We’ve spent more time in war than in peace.

We hollowed out the middle class by sending manufacturing jobs — the best and easiest way for non-college graduates to find a spot among the middle class — to other countries to build their middle classes.

We did all of this without a single thought or care as to the effects and outcomes. Actions have consequences and we are living all of them.

We have met the enemy and the enemy is us.

We all know the solution is prevention, but that goes way beyond having more psychologists and group therapy.  It’s much bigger than that. It’s taking a long, hard look at ourselves — individually and as a society.  What do we value and what are we willing to sacrifice?

That’s a long, hard road and there is just no place for that in the land of instant gratification. We are western society. We don’t have time for long-term solutions. We want a shot of ‘feel-good-about-ourselves’ and then get back to our reality television, Netflix, and Instagram.

We want our vote for the right candidate and the right party to be the extent of our involvement in the work that needs to be done. We want to spare feelings rather than collectively learn hard truths.

Even in 2018, society has no idea what to do about mental illness and has no willingness to suppress its pride to admit that the true fault lies not within our guns but within ourselves.

Until we realize that the troubled person is the weapon, the best we will do is continue the endless arguments over gun metal. Until we admit the failures of the free-love 60’s and the long-term effects it has had on society, we will continue to think first of ‘me’ long before we think ‘us’.

Are you ready to do the really hard work?  Are you prepared to let go of much of what you’ve been led to believe? Can you subdue your pride to move forward on this?

Advertisements

STOP LEGITIMIZING ALEX JONES

Alex Jones is a psychopath.

Alex Jones is a carnival barker, a charlatan, a sick joke.

His name shouldn’t even be spoken.  Yet, here we are.

Jones, a proud purveyor of accusations without evidence, forced his way into the national spotlight by shamelessly leading the “911 Truther” movement, which based all of its ‘theories’ on debunked claims first put forth by a small band of individuals who were physically barely out of their teens but whose minds, reasoning skills, and physics experience remained well within the haunts of adolescence.

The easy and obvious debunking of those claims didn’t phase Jones.  It never does.  In the alternate reality he creates on a daily basis, the ‘government’ dutifully plays the convenient boogeyman and universal excuse for Jones when the truth blows up in his face.

Jones was preparing his conspiracy schtick while still in college, long before 9/11.  He first concocted his potion of psychosis mixed with his utter lack of shame to join those accusing the government of staging the 1995 Oklahoma City bombing.  It has continued unabated since, including last year’s Charlottesville tragedy which he immediately labeled an operation contrived by the CIA.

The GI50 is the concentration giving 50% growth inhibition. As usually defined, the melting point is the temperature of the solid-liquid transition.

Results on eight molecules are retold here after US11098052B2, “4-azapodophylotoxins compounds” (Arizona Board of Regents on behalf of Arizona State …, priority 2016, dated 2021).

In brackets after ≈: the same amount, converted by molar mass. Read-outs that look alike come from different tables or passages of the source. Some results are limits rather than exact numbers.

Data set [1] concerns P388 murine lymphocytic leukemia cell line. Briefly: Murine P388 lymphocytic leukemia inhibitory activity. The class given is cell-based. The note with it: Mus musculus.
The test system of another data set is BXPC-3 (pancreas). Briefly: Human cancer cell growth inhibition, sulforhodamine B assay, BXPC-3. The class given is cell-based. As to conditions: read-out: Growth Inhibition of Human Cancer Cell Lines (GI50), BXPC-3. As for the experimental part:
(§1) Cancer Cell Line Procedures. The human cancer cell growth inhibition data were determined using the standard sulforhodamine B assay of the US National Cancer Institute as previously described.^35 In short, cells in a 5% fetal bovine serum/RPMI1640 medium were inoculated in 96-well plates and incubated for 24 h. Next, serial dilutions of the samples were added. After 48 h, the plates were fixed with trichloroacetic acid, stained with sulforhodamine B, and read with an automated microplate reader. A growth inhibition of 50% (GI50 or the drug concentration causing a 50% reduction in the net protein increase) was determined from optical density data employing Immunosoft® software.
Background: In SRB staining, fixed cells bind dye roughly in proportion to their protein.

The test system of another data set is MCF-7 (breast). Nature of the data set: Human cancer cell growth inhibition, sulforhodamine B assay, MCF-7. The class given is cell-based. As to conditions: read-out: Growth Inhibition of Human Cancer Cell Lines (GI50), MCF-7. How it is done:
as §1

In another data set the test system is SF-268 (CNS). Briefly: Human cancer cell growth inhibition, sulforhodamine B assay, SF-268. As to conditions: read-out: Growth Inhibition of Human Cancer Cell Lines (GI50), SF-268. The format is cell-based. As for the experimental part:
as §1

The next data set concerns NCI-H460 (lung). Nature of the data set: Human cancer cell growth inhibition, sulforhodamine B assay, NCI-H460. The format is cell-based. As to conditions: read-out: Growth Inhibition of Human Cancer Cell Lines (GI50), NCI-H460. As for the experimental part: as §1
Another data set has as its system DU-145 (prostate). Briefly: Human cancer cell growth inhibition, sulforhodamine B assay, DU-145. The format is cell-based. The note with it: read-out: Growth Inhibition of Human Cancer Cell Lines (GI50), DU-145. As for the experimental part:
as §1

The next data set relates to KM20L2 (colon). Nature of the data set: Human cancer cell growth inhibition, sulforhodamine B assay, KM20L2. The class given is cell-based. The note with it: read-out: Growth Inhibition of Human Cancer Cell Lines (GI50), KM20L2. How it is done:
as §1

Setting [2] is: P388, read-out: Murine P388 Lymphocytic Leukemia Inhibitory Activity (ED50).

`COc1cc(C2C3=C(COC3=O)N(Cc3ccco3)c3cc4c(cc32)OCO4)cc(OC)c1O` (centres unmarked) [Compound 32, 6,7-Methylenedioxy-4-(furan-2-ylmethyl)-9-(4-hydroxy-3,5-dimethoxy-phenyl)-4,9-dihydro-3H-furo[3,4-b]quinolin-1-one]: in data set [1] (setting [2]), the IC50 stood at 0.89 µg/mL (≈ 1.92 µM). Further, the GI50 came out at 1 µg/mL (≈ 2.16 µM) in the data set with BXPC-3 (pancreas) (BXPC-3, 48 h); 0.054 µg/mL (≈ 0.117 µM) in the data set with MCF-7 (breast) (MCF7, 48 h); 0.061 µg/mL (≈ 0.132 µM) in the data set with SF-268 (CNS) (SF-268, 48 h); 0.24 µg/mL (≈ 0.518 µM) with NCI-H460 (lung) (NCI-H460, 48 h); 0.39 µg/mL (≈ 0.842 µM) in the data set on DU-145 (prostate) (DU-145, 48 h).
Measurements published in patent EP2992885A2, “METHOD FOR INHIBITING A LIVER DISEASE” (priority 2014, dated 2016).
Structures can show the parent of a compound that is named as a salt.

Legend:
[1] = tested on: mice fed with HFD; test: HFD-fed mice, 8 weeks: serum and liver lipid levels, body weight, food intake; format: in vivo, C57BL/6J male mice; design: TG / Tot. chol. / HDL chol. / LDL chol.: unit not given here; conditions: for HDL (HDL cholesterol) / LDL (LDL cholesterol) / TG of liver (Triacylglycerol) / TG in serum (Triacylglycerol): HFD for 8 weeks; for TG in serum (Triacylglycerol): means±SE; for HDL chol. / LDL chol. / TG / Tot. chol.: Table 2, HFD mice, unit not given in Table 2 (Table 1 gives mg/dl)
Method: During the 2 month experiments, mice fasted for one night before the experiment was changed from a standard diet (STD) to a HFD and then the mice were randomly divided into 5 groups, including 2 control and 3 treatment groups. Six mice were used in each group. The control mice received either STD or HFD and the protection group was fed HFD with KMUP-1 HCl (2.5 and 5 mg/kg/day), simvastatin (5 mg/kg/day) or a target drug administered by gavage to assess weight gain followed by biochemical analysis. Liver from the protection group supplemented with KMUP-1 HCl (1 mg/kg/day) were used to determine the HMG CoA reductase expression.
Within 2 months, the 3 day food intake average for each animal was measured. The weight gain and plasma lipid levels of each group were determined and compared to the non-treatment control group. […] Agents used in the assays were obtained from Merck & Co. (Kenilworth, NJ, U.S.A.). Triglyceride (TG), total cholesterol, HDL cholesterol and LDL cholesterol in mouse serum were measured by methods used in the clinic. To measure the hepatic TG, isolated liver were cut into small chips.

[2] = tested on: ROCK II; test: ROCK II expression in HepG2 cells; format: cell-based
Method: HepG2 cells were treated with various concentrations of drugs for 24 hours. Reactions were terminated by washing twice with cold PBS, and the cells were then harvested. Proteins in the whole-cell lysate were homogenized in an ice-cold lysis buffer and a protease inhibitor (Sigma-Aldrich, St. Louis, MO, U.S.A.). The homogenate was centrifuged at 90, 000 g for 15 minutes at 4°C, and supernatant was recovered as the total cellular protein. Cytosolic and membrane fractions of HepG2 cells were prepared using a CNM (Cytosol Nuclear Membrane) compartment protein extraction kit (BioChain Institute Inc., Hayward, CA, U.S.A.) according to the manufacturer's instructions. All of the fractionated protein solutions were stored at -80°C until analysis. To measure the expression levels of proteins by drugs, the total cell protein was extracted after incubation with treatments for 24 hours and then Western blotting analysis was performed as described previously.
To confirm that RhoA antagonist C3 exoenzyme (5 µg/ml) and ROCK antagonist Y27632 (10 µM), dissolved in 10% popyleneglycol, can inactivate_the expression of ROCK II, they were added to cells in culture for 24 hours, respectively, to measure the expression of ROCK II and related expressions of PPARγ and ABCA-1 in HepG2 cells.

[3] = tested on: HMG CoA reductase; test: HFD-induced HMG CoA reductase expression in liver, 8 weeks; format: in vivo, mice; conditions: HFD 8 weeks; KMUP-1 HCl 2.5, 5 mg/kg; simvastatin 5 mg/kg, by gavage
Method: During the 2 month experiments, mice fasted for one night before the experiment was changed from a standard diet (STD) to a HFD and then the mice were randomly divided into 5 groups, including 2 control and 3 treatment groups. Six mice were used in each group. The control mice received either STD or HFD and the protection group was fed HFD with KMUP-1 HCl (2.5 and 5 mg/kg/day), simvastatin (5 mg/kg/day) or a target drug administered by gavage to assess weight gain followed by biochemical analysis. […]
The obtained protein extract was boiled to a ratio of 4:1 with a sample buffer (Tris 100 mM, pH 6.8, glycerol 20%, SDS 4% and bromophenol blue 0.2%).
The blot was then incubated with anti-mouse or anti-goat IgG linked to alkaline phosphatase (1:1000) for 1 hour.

Make no mistake.  A healthy cynicism of and an ever-vigilant and critical eye on the federal government and its power are good and necessary.  But when they are dragged down into the abyss of self-serving vitriol and the theater of the absurd that is Alex Jones and his ilk, it tarnishes that good and everything it accomplishes.

He is called a conspiracy theorist, but that is not accurate. Theorist is far too legitimate a title for someone so cretinous as Jones. His intellect does not rise to that level.  He is conspiracy theater.  He creates fiction out of misdirection and sells it as reality.  Within minutes of the carnage of the Boston Marathon bombing, Jones was already freeze-framing raw footage of the event and drawing circles of what he deemed mysterious people and things. It is troubling that so many can be led to believe there is legitimacy in the simple act of drawing a yellow circle on a grainy frame of film.

All of the above pales in comparison to Jones’ most egregious act, which in came in 2012 in the wake of the Sandy Hook massacre.  Jones called it a hoax.  Twenty-six people dead. Twenty-five families shredded and Alex Jones commits the ultimate act of callousness by claiming — repeatedly and to this day — that it was all an elaborate hoax.  He even went so far as to posit that the murdered children were actors.

It is disturbing that so many actually believe the twisted words that come out of his mouth.  It’s sad that so many feel disaffected enough to be taken in by his swindle.  His YouTube videos collectively boast over one billion views — that’s a ‘b’ for billion, folks.  He also uses his outlets to sell supplements and survival gear.  The estimated annual revenue from the sales of these products is between $7 and $12 million.